Mayor Holding Ceremony To Recognize African American Alderpersons Of Annapolis

| October 10, 2013
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awardceremonyMayor Cohen will be recognizing the efforts of the City’s African American Alderpersons on October 27th at an invitation only ceremony at the Banneker Douglas Museum. The award appears to be an award established this year since the honorees date back to 1995 when Carl Snowden was an Alderman. Despite not having won the election or serving as an Alderperson, Rhonda Pindell Charles is also included among the honorees.

[Updated] According to Rhonda Wardlaw, Public Information Officer for the City, this is a long standing award with a plaque that has been housed in the Banneker Douglas Museum (along with one for African American police officers). The award and ceremony was dropped back in 2009 and is being resurrected in connection with the festivities surrounding Maryland Emancipation Day. According to an article on the Annapolis Patch, there is a movement to get Maryland Emancipation Day  recognized as a holiday in November 2014.  Wardlaw confirmed that no public monies are being spent on this ceremony. She further stated that Charles’ name would not be added to the plaque and would be added if and when she wins the election.

The William H. Butler Public Service Award is named after William H. Butler who was the City’s first black Alderman and possibly the first African American elected to office in the State of Maryland. According to the Maryland State Archives,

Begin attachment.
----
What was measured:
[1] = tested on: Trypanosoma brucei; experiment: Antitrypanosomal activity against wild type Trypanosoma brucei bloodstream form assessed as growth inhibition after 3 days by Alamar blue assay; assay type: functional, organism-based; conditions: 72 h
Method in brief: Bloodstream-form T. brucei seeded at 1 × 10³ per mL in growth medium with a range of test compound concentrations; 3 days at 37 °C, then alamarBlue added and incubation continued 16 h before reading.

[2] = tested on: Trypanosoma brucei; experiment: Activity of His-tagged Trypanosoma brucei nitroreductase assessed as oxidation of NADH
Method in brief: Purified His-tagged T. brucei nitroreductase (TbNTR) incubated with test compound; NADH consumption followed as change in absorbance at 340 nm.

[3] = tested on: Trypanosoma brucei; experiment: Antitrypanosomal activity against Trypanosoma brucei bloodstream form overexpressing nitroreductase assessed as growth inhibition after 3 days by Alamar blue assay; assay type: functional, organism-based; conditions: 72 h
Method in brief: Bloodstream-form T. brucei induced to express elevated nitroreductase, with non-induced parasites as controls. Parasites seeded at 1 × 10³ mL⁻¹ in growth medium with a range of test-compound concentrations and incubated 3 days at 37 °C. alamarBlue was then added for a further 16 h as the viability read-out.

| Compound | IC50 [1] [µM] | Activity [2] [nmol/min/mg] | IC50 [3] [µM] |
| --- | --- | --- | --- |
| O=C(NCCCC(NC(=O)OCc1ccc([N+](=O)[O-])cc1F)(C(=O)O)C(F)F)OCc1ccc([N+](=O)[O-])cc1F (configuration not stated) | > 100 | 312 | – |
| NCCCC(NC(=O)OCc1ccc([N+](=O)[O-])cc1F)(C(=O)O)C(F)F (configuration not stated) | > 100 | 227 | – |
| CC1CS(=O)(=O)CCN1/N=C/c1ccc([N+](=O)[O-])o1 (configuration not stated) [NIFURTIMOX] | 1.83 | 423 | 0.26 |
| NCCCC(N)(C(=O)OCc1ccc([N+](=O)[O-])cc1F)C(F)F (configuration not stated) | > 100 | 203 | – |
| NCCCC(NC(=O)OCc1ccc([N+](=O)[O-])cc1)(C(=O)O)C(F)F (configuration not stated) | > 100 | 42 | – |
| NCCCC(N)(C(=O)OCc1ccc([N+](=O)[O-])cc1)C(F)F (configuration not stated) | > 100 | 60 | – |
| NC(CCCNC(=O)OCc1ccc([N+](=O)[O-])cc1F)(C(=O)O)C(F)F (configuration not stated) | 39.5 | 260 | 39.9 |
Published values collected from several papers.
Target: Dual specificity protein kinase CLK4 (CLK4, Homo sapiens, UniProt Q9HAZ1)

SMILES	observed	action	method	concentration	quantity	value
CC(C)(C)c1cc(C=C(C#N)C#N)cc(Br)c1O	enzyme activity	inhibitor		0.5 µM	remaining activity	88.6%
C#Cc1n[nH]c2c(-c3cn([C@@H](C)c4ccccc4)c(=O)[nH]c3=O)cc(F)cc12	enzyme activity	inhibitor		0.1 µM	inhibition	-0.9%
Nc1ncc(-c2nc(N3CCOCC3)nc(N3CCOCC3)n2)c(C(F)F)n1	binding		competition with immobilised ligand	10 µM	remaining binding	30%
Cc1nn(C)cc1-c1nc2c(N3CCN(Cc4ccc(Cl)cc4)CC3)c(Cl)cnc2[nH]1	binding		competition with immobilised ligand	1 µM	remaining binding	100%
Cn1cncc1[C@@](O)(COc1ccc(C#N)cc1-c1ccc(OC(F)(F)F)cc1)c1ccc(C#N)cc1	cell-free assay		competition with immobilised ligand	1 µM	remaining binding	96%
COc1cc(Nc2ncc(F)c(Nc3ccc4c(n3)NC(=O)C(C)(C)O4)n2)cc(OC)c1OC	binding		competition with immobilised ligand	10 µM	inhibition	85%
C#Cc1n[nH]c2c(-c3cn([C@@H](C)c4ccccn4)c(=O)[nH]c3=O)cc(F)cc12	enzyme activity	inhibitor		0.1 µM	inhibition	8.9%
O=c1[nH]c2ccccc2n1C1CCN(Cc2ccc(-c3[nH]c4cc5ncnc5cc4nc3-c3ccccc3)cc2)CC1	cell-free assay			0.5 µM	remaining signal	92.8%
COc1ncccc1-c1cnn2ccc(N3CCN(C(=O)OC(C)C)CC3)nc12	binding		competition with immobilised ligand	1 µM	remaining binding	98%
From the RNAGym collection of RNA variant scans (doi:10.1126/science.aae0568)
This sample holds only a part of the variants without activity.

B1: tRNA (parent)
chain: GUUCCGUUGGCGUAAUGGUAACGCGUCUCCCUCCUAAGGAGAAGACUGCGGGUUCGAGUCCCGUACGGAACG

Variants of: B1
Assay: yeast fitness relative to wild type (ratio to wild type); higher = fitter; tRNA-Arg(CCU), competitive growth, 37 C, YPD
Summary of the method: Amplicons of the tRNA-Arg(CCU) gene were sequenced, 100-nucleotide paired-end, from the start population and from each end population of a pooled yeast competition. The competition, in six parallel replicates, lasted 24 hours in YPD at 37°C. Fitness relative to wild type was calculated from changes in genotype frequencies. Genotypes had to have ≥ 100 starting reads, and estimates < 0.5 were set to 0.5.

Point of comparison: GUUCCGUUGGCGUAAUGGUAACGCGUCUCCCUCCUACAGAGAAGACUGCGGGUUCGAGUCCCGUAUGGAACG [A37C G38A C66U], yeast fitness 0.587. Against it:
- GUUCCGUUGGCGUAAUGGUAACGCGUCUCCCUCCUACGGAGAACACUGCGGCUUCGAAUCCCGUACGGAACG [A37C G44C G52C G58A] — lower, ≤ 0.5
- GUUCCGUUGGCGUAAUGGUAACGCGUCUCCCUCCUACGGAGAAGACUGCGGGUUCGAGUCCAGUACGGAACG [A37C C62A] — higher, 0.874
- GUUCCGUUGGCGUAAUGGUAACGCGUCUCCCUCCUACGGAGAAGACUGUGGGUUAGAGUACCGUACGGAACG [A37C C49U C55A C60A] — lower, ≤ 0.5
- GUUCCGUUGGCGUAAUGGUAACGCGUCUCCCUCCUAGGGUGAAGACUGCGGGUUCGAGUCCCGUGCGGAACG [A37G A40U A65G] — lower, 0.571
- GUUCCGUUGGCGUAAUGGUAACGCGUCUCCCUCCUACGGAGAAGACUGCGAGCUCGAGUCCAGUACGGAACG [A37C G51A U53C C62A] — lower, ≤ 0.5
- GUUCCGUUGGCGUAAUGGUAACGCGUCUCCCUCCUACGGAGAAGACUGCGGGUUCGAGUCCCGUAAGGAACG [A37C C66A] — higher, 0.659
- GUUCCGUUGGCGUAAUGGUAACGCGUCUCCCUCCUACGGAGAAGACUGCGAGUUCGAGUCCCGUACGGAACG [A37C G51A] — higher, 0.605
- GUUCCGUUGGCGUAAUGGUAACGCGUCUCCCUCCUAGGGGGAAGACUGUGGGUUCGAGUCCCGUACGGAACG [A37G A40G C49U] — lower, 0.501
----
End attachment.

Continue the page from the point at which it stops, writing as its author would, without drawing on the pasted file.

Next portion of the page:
Butler’s ground-breaking achievements also extended to the political arena. His civic leadership and wealth probably made him an attractive candidate to be Annapolis’ first African American elected city official. In 1870, the Fifteenth Amendment to the U.S. Constitution was ratified, granting black men the right to vote. Predominantly supporters of the Republican Party, these newly registered voters often provided important swing votes in tight local elections. Aware of their influence, the Republican Party in Annapolis seemed particularly responsive to African Americans. This may explain why local Republican leaders selected Butler to run in the 1873 Annapolis municipal election. Although Butler received fewer votes than any other Republican candidate, he defeated the Democratic challengers to earn a seat on the council. Serving as city alderman from 1873 to 1875, Butler became the first known African American to be elected to public office in Maryland.25 Butler paved the path for future black Maryland politicians, including William H. Butler, Jr. (Annapolis alderman, 1893-1897), his son and a schoolteacher, and businessman Wiley H. Bates (Annapolis alderman, 1897-1899).

The invitation to the Sunday afternoon ceremony was sent out earlier this week. Eye On Annapolis has learned that this is not open to the public and we have redacted the specific time and RSVP information.

Mayor Joshua J. Cohen cordially invites you to attend the
Presentation Ceremony
William H. Butler Public Service Award
Recognizing
African American Alderpersons 
City of Annapolis
2013 Honorees
Alderwoman Sheila M. Finlayson
Alderwoman Classie Gillis Hoyle
Alderman Kenneth A. Kirby
Former Alderwoman Cynthia Abney Carter
Former Alderman George O. Kelley, Sr.
Former Alderman Carl O. Snowden
Former Alderman Wayne Taylor
Alderwoman-Elect Rhonda Pindell Charles
Sunday, October 27, 2013
[blackout]4:00pm to 6:00pm[/blackout]
Banneker Douglass Museum
84 Franklin St., Annapolis, MD  21401
RSVP to [blackout]sscyrus@annapolis.gov[/blackout] or 410-263-[blackout]7997[/blackout]
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About the Author ()

John is the publisher and editor of Eye On Annapolis. As a resident and business owner in Anne Arundel County for more than 15 years, he realized that there was something missing in terms of community news--and Eye On Annapolis was born in late spring 2009.John's background is in the travel industry as a business owner, industry speaker, and travel writer. In terms of blogging and social media, he cut his teeth with MSNBC.com.

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